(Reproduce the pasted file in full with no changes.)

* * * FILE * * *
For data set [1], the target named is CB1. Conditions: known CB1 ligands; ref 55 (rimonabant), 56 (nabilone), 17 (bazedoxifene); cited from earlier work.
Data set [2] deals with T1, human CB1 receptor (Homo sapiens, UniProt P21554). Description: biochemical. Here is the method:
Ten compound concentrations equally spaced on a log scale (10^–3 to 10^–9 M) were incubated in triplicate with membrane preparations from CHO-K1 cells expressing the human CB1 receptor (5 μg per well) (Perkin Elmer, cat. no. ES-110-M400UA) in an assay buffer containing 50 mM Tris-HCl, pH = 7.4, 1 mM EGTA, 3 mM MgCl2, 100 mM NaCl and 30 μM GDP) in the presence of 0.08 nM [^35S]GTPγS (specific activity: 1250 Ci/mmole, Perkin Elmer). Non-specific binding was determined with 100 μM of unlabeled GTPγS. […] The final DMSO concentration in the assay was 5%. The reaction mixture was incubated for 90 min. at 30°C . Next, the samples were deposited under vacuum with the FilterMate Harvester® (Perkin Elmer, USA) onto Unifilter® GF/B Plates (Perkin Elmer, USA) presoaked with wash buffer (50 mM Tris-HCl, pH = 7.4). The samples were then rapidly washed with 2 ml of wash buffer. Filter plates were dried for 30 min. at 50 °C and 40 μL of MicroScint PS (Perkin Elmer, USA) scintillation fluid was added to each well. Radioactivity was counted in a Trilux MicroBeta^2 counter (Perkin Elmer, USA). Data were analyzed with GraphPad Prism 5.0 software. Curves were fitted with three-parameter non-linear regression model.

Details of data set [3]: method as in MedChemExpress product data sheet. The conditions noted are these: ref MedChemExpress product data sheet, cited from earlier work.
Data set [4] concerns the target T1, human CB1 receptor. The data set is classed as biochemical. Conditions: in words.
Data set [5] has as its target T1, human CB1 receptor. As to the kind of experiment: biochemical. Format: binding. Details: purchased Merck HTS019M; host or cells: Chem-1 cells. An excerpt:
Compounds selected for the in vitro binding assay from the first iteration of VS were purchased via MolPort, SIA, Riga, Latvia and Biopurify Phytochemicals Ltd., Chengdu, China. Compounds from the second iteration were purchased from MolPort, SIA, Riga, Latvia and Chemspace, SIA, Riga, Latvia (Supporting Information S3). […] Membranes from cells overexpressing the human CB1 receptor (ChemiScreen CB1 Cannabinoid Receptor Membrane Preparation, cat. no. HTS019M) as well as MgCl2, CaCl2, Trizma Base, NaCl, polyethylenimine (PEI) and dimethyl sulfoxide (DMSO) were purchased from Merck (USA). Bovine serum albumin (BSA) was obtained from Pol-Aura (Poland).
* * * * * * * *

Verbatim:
For data set [1], the target named is CB1. Conditions: known CB1 ligands; ref 55 (rimonabant), 56 (nabilone), 17 (bazedoxifene); cited from earlier work.
Data set [2] deals with T1, human CB1 receptor (Homo sapiens, UniProt P21554). Description: biochemical. Here is the method:
Ten compound concentrations equally spaced on a log scale (10^–3 to 10^–9 M) were incubated in triplicate with membrane preparations from CHO-K1 cells expressing the human CB1 receptor (5 μg per well) (Perkin Elmer, cat. no. ES-110-M400UA) in an assay buffer containing 50 mM Tris-HCl, pH = 7.4, 1 mM EGTA, 3 mM MgCl2, 100 mM NaCl and 30 μM GDP) in the presence of 0.08 nM [^35S]GTPγS (specific activity: 1250 Ci/mmole, Perkin Elmer). Non-specific binding was determined with 100 μM of unlabeled GTPγS. […] The final DMSO concentration in the assay was 5%. The reaction mixture was incubated for 90 min. at 30°C . Next, the samples were deposited under vacuum with the FilterMate Harvester® (Perkin Elmer, USA) onto Unifilter® GF/B Plates (Perkin Elmer, USA) presoaked with wash buffer (50 mM Tris-HCl, pH = 7.4). The samples were then rapidly washed with 2 ml of wash buffer. Filter plates were dried for 30 min. at 50 °C and 40 μL of MicroScint PS (Perkin Elmer, USA) scintillation fluid was added to each well. Radioactivity was counted in a Trilux MicroBeta^2 counter (Perkin Elmer, USA). Data were analyzed with GraphPad Prism 5.0 software. Curves were fitted with three-parameter non-linear regression model.

Details of data set [3]: method as in MedChemExpress product data sheet. The conditions noted are these: ref MedChemExpress product data sheet, cited from earlier work.
Data set [4] concerns the target T1, human CB1 receptor. The data set is classed as biochemical. Conditions: in words.
Data set [5] has as its target T1, human CB1 receptor. As to the kind of experiment: biochemical. Format: binding. Details: purchased Merck HTS019M; host or cells: Chem-1 cells. An excerpt:
Compounds selected for the in vitro binding assay from the first iteration of VS were purchased via MolPort, SIA, Riga, Latvia and Biopurify Phytochemicals Ltd., Chengdu, China. Compounds from the second iteration were purchased from MolPort, SIA, Riga, Latvia and Chemspace, SIA, Riga, Latvia (Supporting Information S3). […] Membranes from cells overexpressing the human CB1 receptor (ChemiScreen CB1 Cannabinoid Receptor Membrane Preparation, cat. no. HTS019M) as well as MgCl2, CaCl2, Trizma Base, NaCl, polyethylenimine (PEI) and dimethyl sulfoxide (DMSO) were purchased from Merck (USA). Bovine serum albumin (BSA) was obtained from Pol-Aura (Poland).